January 31

What was advertised in a colonial American newspaper 250 years ago today?

Providence Gazette (January 31, 1767).

“Good sober Workmen are wanted.”

Charles Read cast his net widely in search of “Good sober Workmen” to employ at the “New Forge or Bloomery” located midway between Philadelphia and Burlington, New Jersey. In an advertisement in the Providence Gazette, he sought various sorts of laborers, including Good Master Colliers,” “Wood-Cutters,” and a manager “who will have a more general Oversight,” in addition to “Good sober Workmen.” Prospective workers could apply at the “Tanton and Atsion Forges, which are near to each other.”

These forges were part of an expanding domestic industry that included the furnace operated by William Hawxhurst in Sterling, New York, and advertised the same week that Read placed his notice. In his History of Manufactures in the United States, Victor Selden Clark notes that a “line of furnace and forges extended from New Hampshire to South Carolina.” Indeed, Clark states, “At the outbreak of hostilities [in the 1770s] the colonies already produced enough iron for civil and military engagements.” In fact, the proprietors of the forges collectively contributed to an export industry. Many of the forges had been established to meet the needs of British markets that demanded iron “pigs and bars” as raw materials. Clark describes a decline in production during the years of the military conflict, caused by disruptions to commerce, ironmasters with British sympathies departing the colonies, and, perhaps most significantly, lack of laborers since so many workmen were “drawn off to the army.”[1]

Forge operators like Read and Hawxhurst did not face those particular challenges in the 1760s, but that did not mean that it required little effort to keep their forges fully staffed. In his attempts to recruit qualified workmen, Read inserted advertisements in the Providence Gazette, more than two-hundred miles from the Tanton forge he was preparing to open in New Jersey. Compared to the contents of the rest of the newspaper (“the freshest Advices, both Foreign and Domestic,” according to the Providence Gazette’s masthead), most advertisements tended to concern relatively local matters in the 1760s. Occasionally, however, local readers encountered advertisements placed from a distance, sometimes encouraging them to purchase certain goods (such as William Goddard’s proposal for printing the Pennsylvania Chronicle), other times presenting them new opportunities.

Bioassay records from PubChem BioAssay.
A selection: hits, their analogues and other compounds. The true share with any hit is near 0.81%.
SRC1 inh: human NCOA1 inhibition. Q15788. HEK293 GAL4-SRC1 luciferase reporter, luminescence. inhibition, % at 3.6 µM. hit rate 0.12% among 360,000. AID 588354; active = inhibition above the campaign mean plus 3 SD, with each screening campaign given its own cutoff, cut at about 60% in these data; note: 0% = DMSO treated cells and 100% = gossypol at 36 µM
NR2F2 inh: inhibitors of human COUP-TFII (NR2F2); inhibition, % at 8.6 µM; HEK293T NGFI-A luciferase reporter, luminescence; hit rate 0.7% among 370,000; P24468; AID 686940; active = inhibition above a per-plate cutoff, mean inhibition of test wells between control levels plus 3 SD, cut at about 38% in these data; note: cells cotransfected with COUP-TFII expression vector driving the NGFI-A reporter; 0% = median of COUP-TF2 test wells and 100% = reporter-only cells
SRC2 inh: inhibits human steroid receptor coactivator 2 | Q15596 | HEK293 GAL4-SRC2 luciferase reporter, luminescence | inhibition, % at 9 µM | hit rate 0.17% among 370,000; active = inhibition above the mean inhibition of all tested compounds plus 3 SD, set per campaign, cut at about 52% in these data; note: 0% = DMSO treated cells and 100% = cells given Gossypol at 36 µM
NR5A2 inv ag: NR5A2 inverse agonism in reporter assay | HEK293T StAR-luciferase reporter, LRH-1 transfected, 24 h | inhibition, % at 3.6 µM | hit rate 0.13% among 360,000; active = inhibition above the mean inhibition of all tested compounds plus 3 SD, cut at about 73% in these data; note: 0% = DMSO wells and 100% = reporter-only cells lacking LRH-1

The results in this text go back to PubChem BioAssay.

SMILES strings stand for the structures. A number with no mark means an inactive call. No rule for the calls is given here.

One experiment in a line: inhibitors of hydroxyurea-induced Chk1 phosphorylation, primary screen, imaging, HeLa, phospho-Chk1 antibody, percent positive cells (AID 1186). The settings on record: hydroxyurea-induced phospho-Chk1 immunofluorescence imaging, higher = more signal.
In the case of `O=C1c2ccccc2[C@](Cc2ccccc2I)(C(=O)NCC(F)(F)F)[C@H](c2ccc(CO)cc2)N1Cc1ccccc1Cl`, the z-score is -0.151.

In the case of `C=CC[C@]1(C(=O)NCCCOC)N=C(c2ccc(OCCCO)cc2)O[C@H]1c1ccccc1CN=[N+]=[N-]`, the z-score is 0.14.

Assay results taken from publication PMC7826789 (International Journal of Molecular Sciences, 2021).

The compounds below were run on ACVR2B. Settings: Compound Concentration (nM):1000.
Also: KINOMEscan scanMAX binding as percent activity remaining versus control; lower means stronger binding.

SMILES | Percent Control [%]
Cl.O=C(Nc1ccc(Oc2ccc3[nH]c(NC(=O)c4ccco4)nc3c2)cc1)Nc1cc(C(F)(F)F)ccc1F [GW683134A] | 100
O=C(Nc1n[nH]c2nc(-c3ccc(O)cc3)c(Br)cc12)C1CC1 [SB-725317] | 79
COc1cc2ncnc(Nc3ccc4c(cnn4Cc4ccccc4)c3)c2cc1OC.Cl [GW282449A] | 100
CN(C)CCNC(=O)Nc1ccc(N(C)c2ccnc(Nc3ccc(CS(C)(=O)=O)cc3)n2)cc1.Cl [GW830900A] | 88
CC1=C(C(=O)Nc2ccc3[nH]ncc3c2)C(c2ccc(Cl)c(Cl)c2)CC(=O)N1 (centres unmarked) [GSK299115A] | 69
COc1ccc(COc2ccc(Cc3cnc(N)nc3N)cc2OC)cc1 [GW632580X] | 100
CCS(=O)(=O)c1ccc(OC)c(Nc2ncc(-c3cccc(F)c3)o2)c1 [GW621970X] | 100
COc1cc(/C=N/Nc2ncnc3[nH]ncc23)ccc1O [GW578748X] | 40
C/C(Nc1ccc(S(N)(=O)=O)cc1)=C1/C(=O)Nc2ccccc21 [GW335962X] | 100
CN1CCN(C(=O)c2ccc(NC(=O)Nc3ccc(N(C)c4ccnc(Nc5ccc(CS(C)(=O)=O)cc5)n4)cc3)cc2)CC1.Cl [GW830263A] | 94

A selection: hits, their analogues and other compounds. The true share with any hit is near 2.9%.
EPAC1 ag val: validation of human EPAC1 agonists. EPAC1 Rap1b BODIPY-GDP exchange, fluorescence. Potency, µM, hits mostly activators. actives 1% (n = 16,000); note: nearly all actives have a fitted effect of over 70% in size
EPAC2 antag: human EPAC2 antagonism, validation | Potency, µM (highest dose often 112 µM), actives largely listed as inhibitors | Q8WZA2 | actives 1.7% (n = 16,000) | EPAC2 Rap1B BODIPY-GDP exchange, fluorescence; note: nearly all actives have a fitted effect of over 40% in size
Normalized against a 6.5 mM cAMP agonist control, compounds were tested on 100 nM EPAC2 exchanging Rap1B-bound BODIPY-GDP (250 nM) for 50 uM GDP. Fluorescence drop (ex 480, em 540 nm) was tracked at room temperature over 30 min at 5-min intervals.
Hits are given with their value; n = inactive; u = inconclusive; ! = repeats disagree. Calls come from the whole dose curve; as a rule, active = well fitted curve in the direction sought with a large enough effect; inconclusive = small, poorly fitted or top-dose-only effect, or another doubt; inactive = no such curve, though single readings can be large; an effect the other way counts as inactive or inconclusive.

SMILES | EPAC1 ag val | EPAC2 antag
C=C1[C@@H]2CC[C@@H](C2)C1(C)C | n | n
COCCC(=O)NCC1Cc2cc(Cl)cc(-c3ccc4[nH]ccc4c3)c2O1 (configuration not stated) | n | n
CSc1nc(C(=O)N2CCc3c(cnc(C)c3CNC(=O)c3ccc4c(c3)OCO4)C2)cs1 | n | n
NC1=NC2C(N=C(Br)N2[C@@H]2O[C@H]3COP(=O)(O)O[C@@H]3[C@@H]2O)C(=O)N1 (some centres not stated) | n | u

[1] Victor S. Clark, History of Manufactures in the United States, 1607-1860 (Washington, DC: Carnegie Institution of Washington, 1916), 221.

September 21

What was advertised in a colonial American newspaper 250 years ago this week?

Providence Gazette (September 20, 1766).

“All Kinds of Hollow and other cast Iron Ware.”

Potash production was a widespread enterprise in the colonial period. Advertisements seeking potash or selling a variety of supplies associated with producing potash (including potash kettles, forms certifying the contents of casks containing potash, and manuals for making potash) frequently appeared in colonial newspapers. Today’s advertisement also offered “Pot-Ash Kettles” for sale, directly from the new blast furnace in Scituate, Massachusetts. The weight and bulk of such items made them particularly expensive to import from England.

In addition to potash kettles, the proprietors also sold “all Kinds of Hollow and other cast Iron Ware.” The volume of production of cookware, tools, nails, and other products at local iron works was not sufficient to meet colonists’ needs. Similar items appeared regularly in the lists of goods imported from England in many advertisements during the late colonial period. Still, the blast furnace at Scituate and other iron works competed with an expanding volume of imported items; locally produced goods could be “supplied on the lowest Terms” because they did not need to be transported across the Atlantic. As the colonies increasingly objected to new imperial regulations, such locally manufactured goods became even more attractive. Many Americans wished to encourage such enterprises, realizing that the colonies were not self-sufficient in this regard but instead depended on British imports. Patronizing the blast furnace in Scituate thus took on political tones in addition to fulfilling commercial and economic needs.

To learn more about iron production in the colonial period, visit the blast furnace at Saugus Iron Works National Historic Site, located northeast of Boston.